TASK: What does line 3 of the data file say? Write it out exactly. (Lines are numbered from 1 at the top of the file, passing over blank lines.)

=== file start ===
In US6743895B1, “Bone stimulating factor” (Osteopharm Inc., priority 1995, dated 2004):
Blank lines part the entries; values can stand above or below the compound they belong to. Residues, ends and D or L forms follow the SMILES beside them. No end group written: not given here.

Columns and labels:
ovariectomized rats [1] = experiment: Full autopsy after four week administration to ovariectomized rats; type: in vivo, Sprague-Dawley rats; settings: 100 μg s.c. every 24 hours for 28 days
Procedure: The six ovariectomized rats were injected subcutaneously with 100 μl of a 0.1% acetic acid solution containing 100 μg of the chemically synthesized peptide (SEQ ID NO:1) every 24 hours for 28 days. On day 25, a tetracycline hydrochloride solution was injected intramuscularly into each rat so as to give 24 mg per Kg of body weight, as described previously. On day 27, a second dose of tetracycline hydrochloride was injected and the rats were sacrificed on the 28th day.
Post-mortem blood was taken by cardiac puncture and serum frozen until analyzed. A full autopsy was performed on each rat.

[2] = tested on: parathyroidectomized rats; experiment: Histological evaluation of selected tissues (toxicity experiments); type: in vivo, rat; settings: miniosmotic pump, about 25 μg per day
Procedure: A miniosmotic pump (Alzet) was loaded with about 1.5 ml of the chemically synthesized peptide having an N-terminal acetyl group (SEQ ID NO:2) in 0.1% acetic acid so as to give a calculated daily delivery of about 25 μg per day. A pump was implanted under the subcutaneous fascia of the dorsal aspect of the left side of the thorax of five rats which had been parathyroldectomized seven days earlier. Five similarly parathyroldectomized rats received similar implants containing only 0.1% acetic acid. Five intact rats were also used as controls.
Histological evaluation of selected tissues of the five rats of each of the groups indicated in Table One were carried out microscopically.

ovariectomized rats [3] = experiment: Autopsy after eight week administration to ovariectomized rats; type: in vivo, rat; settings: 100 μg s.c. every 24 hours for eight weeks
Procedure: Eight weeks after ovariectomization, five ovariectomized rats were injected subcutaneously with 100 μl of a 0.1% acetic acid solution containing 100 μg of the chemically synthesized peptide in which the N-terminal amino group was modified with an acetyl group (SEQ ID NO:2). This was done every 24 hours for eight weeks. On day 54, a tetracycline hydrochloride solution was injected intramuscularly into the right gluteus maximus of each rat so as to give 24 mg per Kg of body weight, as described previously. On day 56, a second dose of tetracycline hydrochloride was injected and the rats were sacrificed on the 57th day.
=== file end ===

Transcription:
Columns and labels: